Netflix API : BAPI 2011 Presentation : SF


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This is my presentation from the Business of APIs Conference in SF, held by Mashery (

This talk talks briefly about the history of the Netflix API, then goes into three main categories of scaling:
1. Using the cloud to scale in size and internationally
2. Using Webkit to scale application development in parallel to the flexibility afforded by the API
3. Redesigning the API to improve performance and to downscale the infrastructure as the system scales

When viewing these slides, please note that they are almost entirely image-based, so I have added notes for each slide to detail the talking points.

  • I've heard other users complain about this as well and I think if netflix doesn't iron this out it will share the fate of myspace where a company that does what netflix does but does it better will come along and sweep all of netflix's subscribers off the map and into their pockets. When a user is on the instant streaming portion of the site (which, presumably will be the only part of the site in a few years) they are presented with a kind of rolodex of films. To the end user there is no rhyme or reason as to why they are seeing THESE PARTICULAR films. One might make the assumption that they are selected based on a number of qualifiers for example, quality, budget, production value, language--but still all these things are speculative. It's not uncommon for new technologies to try and supplant an older technology's logic. In this case, the television. The experience of passivity on netflix is merely frustrating though because it is a hybrid of a passive and active experience making one feel more like a leashed dog than anything. I understand the idea of a guided experience but the guiding must happen in a way that is more transparent.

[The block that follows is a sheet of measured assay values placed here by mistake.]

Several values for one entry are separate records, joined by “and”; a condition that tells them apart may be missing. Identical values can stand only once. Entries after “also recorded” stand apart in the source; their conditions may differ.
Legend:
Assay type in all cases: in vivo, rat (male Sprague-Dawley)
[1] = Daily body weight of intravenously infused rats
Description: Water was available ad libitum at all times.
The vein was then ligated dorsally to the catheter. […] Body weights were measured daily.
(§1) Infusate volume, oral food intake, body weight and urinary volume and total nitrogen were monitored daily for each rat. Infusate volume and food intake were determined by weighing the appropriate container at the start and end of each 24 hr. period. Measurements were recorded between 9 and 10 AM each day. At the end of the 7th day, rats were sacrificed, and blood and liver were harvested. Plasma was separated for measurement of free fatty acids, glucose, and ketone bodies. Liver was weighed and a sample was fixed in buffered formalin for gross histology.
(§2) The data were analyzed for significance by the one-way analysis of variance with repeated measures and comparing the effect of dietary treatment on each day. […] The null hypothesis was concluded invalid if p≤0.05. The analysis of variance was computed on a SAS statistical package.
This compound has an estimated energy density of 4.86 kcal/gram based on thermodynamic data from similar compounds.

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  • Wow! Those speaker notes really make the presentation. I featured this. Thinking a lot about APIs myself nowadays...
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  • Nice stuff, Daniel. I think it's the clearest and most compelling case for changing the focus from public to private that I have heard. I'm a big proponent of public APIs (as you know), but it's simply not reasonable to maintain that as a primary focus given the distribution of requests.
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  • Most of these slides are just images, so the please view these slides with the Speaker Notes to get all of the context.
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  • When the Netflix API launchedin 2008, it was to “let 1,000 flowers bloom”. It was exclusively a public API.
  • Some of the many applications produced through the public API…
  • Then streaming started taking off for Netflix, first with computer-based streaming…
  • And then streaming devices began to increase over the years. At first, the devices did not draw from the API. Over time, however, newer devices began to consume the API and some of the older devices have been retrofitted.Now, the public developer community is just another consumer of the API.
  • During the growth of the device strategy and the increase in the API adoption, the API slowly became engrained into the DNA of the engineering culture.Now, the engineering organizational structure reflects this. There are many engineering teams internal to Netflix that produce and manage data and/or algorithmic output.There are a range of engineering teams internal to Netflix that create presentation layers on various devices.The API sits between those two groups, in the critical path for the Netflix streaming service. The API essentially brokers content from inside the firewall to outside.
  • With the emphasis of the API being in the devices, the public developers now represent less than 1% of the total API traffic.